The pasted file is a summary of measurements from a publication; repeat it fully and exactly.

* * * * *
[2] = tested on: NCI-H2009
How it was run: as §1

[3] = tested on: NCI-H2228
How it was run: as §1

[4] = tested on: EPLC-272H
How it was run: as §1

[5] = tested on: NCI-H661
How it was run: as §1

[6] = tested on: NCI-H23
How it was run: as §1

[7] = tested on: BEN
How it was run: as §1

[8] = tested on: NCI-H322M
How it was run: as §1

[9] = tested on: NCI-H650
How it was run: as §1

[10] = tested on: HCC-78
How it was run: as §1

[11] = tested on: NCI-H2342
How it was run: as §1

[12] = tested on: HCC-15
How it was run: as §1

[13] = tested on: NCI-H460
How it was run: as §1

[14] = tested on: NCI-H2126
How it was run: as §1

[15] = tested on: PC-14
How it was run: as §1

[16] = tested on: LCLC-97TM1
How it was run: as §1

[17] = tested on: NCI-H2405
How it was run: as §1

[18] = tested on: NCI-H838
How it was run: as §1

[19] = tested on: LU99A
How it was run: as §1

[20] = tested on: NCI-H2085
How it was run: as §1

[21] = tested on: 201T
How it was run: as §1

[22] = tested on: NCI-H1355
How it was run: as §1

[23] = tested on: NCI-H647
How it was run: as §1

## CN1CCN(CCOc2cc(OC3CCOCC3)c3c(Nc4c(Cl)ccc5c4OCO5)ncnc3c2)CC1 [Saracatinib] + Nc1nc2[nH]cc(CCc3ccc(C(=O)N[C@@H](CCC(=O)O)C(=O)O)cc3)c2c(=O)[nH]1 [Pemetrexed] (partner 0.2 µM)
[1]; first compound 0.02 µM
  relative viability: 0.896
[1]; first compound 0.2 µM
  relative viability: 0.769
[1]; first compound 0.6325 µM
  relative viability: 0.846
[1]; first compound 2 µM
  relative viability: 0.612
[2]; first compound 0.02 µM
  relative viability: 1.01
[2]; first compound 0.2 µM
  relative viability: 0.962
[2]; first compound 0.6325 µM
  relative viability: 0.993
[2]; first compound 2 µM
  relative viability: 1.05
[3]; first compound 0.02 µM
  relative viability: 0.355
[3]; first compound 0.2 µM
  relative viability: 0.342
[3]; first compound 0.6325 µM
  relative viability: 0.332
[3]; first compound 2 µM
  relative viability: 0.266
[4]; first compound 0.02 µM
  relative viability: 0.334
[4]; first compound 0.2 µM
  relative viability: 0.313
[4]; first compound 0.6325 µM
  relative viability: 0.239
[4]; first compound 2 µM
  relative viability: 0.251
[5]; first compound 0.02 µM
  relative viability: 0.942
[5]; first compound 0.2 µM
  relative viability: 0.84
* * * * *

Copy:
[2] = tested on: NCI-H2009
How it was run: as §1

[3] = tested on: NCI-H2228
How it was run: as §1

[4] = tested on: EPLC-272H
How it was run: as §1

[5] = tested on: NCI-H661
How it was run: as §1

[6] = tested on: NCI-H23
How it was run: as §1

[7] = tested on: BEN
How it was run: as §1

[8] = tested on: NCI-H322M
How it was run: as §1

[9] = tested on: NCI-H650
How it was run: as §1

[10] = tested on: HCC-78
How it was run: as §1

[11] = tested on: NCI-H2342
How it was run: as §1

[12] = tested on: HCC-15
How it was run: as §1

[13] = tested on: NCI-H460
How it was run: as §1

[14] = tested on: NCI-H2126
How it was run: as §1

[15] = tested on: PC-14
How it was run: as §1

[16] = tested on: LCLC-97TM1
How it was run: as §1

[17] = tested on: NCI-H2405
How it was run: as §1

[18] = tested on: NCI-H838
How it was run: as §1

[19] = tested on: LU99A
How it was run: as §1

[20] = tested on: NCI-H2085
How it was run: as §1

[21] = tested on: 201T
How it was run: as §1

[22] = tested on: NCI-H1355
How it was run: as §1

[23] = tested on: NCI-H647
How it was run: as §1

## CN1CCN(CCOc2cc(OC3CCOCC3)c3c(Nc4c(Cl)ccc5c4OCO5)ncnc3c2)CC1 [Saracatinib] + Nc1nc2[nH]cc(CCc3ccc(C(=O)N[C@@H](CCC(=O)O)C(=O)O)cc3)c2c(=O)[nH]1 [Pemetrexed] (partner 0.2 µM)
[1]; first compound 0.02 µM
  relative viability: 0.896
[1]; first compound 0.2 µM
  relative viability: 0.769
[1]; first compound 0.6325 µM
  relative viability: 0.846
[1]; first compound 2 µM
  relative viability: 0.612
[2]; first compound 0.02 µM
  relative viability: 1.01
[2]; first compound 0.2 µM
  relative viability: 0.962
[2]; first compound 0.6325 µM
  relative viability: 0.993
[2]; first compound 2 µM
  relative viability: 1.05
[3]; first compound 0.02 µM
  relative viability: 0.355
[3]; first compound 0.2 µM
  relative viability: 0.342
[3]; first compound 0.6325 µM
  relative viability: 0.332
[3]; first compound 2 µM
  relative viability: 0.266
[4]; first compound 0.02 µM
  relative viability: 0.334
[4]; first compound 0.2 µM
  relative viability: 0.313
[4]; first compound 0.6325 µM
  relative viability: 0.239
[4]; first compound 2 µM
  relative viability: 0.251
[5]; first compound 0.02 µM
  relative viability: 0.942
[5]; first compound 0.2 µM
  relative viability: 0.84